The owner of our favorite cafe didn’t even try to keep the water out, though she did take all the boxes of panettone out of the window display and stacked them up on the counter along the wall. As she told us later, there’s no point in putting a barrier across the door — the water just comes in some other way. In the case of the cafe across the street, jets of water were coming in through fissures in the wall even as he was pumping the water out. Meanwhile, this lady is here every day, reading. Why let a little water ruin a perfectly fine routine?
Many of the shops along via Garibaldi were being pumped out — it was like walking around the gardens of the Villa d’Este with all the fountains.
I was struck by yet another illustration of the fact that Venice is not perfectly flat. We were sloshing along in our hipwaders, while just beyond the gate there was high ground. When the acqua isn’t alta, you’d think it was all level.
As you see, not everybody got the memo that the city was afflicted with a desperate situation. This is Venice with acqua alta: People waist-deep in the Piazza San Marco carrying their suitcases on their heads, people sitting in cafes as the water laps at their chairs, and some people (they were French, for the record) who think it’s all more fun than watching elephants ride a roller-coaster. So take your pick. Tragedy? Comedy? Farce?
As we got closer to the Riva dei Sette Martiri facing the lagoon, the reality of the tide going out began to really mean something. The combined power of the water channeling out of the Grand Canal and the Giudecca Canal toward the sea hit the embankment approximately at the end of via Garibaldi. Lino said he’d never seen anything like this, and he’s seen every acqua alta in the past 70 years. Walking against this was like walking against an Alpine torrent. (Apologies for the blur — the wind and rain were also picking up force here.)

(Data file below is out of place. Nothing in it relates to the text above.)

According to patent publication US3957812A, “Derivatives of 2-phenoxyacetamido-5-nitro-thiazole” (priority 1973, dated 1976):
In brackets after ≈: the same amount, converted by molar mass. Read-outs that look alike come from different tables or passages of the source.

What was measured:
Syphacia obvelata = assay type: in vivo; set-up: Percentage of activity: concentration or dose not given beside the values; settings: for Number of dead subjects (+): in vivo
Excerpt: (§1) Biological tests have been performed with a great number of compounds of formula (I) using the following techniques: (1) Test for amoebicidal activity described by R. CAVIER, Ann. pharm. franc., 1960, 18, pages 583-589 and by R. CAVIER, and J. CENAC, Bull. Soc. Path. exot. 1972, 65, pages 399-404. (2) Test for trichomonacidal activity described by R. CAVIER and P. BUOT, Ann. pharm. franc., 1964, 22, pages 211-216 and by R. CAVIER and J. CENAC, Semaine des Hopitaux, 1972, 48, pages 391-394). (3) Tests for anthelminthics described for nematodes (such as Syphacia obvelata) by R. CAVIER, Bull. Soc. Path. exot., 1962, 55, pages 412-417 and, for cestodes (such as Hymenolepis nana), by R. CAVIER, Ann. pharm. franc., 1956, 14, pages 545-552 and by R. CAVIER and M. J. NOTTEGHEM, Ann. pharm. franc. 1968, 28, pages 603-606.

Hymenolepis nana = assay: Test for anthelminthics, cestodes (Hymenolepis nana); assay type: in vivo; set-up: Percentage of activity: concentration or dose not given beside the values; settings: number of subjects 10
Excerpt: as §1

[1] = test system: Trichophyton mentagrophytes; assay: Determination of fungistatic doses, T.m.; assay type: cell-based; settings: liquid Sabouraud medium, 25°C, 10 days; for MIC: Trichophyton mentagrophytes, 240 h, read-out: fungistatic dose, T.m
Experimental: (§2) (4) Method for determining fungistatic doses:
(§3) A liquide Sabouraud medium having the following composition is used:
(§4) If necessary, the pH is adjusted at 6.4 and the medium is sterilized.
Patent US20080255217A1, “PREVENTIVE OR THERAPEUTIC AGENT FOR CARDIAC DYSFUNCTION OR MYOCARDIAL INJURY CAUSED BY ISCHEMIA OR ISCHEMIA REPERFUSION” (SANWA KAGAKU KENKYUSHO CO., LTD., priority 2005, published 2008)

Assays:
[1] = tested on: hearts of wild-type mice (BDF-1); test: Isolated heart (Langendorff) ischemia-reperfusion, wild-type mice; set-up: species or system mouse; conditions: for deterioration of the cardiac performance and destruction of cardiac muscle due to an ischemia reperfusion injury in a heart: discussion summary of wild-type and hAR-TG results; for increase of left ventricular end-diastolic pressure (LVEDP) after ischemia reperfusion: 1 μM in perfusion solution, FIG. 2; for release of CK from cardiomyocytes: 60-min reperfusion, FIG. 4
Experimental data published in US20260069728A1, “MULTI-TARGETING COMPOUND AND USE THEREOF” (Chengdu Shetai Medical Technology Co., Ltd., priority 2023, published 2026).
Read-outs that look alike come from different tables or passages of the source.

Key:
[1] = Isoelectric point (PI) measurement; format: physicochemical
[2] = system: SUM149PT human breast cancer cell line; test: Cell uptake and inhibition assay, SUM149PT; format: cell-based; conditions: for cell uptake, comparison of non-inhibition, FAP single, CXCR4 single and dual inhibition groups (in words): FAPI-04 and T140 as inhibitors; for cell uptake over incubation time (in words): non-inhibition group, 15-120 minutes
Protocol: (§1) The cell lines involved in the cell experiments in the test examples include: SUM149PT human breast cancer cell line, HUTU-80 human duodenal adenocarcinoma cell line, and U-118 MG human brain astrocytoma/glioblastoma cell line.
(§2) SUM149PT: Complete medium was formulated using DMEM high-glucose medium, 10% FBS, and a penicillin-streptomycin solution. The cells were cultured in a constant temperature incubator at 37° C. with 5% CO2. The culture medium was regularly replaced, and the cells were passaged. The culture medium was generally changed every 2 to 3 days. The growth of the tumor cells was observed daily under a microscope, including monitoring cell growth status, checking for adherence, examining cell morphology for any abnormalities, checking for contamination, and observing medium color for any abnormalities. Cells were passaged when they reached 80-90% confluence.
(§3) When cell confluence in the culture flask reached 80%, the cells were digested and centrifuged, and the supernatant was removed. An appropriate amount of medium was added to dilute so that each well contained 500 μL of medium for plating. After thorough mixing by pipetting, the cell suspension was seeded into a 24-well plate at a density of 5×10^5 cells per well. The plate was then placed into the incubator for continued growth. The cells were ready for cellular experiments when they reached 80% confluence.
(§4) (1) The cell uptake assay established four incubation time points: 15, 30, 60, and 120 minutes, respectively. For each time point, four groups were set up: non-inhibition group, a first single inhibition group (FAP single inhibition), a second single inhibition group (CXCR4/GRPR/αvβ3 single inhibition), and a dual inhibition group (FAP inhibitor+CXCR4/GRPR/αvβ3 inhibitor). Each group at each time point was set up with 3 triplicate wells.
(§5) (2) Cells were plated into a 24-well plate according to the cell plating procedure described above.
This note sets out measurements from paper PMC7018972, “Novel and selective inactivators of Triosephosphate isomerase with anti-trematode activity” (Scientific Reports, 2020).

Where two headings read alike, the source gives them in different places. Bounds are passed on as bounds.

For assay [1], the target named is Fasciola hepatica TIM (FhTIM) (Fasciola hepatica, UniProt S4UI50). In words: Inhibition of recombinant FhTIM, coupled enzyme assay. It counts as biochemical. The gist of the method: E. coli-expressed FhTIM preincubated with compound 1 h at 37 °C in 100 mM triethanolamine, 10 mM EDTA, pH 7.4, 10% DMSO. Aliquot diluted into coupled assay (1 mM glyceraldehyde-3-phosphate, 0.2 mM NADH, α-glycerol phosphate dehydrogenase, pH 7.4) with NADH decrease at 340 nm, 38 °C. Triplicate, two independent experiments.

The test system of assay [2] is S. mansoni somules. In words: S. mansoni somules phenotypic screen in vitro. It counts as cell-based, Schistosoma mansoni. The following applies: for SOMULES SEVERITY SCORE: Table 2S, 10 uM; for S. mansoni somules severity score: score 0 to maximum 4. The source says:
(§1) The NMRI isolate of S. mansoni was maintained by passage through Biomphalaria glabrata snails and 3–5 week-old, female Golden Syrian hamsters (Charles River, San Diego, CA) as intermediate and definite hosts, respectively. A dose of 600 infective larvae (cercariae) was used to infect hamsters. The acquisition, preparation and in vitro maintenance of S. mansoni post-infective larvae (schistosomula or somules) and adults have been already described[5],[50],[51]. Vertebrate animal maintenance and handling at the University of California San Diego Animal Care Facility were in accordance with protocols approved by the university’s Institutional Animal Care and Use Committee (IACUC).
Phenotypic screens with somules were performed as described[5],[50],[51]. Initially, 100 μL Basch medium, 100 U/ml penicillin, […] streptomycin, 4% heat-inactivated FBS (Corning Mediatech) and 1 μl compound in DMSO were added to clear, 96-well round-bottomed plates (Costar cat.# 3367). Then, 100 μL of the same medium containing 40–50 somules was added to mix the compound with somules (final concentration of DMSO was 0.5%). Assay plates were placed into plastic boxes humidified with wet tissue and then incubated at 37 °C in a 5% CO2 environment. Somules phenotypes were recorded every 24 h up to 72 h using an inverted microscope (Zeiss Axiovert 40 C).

Someone pauses to assess the situation as we near the edge of the Riva. As you can tell, there’s relatively little to assess. If you’re still standing up, you’re okay.
The only yacht moored near the Arsenal was in a fairly unpleasant situation. Perhaps the waves wouldn’t have lifted it up onto the pavement, but it was making progress to having its expensive hull well and truly bashed and dented. The only two people on board were working like madmen to push the fenders between the stone and the metal. But it was a doomed endeavor. Why? Because the wind and water were pushing against them, and for some incomprehensible reason they had not slackened one of the lines attaching the boat to the fondamenta. Even if these two were Samson and Hercules, they couldn’t have pushed the boat out further than the rope would let them. And yet they kept trying. I wanted to go say “Untie the line!” but Lino said “Don’t even think of getting yourself involved, for the sake of the souls of all my dead relatives.”
I have the utmost respect for the fact that they were giving it all they had to protect the boat (though then again, why it took them so long to remember the fenders is a mystery. The high-water siren sounded at 6:00 AM and it’s now 9:30.) Instinct clearly has taken over, because two people with a combined weight of perhaps 300 pounds couldn’t possibly shift an object weighing at least a ton being pushed by the combined strength of Poseidon and Aeolus. I hope they’re okay today. I hope they didn’t get fined, or fired, when the boss called in to check on his boat.
Despite the surging water and lashing waves and all, here is undeniable proof that the tide is falling: Detritus left behind on the steps of the bridges. I don’t usually find trash appealing, but this was a beautiful thing to see.